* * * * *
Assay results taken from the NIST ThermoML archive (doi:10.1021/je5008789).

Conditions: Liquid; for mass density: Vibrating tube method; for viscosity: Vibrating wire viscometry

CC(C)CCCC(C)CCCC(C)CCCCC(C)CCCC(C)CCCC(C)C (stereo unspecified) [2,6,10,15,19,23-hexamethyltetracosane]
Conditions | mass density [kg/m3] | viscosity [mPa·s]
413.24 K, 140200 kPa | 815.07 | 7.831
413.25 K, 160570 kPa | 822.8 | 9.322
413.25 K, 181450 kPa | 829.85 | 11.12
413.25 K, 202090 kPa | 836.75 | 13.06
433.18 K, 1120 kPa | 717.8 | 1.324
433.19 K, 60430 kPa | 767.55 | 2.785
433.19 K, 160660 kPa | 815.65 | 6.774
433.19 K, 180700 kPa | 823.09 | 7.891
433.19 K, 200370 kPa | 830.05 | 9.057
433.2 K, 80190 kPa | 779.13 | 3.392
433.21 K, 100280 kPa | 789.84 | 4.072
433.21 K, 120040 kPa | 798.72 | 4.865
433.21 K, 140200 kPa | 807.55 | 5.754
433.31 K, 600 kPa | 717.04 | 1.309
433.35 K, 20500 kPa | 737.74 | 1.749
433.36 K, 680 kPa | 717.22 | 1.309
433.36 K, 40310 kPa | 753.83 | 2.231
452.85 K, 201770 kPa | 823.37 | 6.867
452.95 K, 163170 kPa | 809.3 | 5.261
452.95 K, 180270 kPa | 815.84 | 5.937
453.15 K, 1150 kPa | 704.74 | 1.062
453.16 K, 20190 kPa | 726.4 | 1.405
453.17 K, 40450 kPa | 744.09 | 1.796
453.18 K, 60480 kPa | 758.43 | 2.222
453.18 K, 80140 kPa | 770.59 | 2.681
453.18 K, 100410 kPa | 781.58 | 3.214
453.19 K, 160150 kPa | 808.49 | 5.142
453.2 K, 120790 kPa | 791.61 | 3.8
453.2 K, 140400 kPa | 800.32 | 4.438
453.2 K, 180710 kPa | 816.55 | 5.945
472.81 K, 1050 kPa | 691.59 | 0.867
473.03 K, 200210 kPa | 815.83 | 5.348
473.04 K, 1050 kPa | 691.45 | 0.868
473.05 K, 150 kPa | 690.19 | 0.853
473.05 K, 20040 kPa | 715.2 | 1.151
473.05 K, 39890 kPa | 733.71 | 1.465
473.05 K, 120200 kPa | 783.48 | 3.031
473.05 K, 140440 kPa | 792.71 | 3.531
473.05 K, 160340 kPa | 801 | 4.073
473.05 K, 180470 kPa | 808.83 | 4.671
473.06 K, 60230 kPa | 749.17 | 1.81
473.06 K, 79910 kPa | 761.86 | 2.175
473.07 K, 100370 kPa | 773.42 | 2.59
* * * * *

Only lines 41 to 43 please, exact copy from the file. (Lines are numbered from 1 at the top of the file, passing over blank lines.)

473.05 K, 120200 kPa | 783.48 | 3.031
473.05 K, 140440 kPa | 792.71 | 3.531
473.05 K, 160340 kPa | 801 | 4.073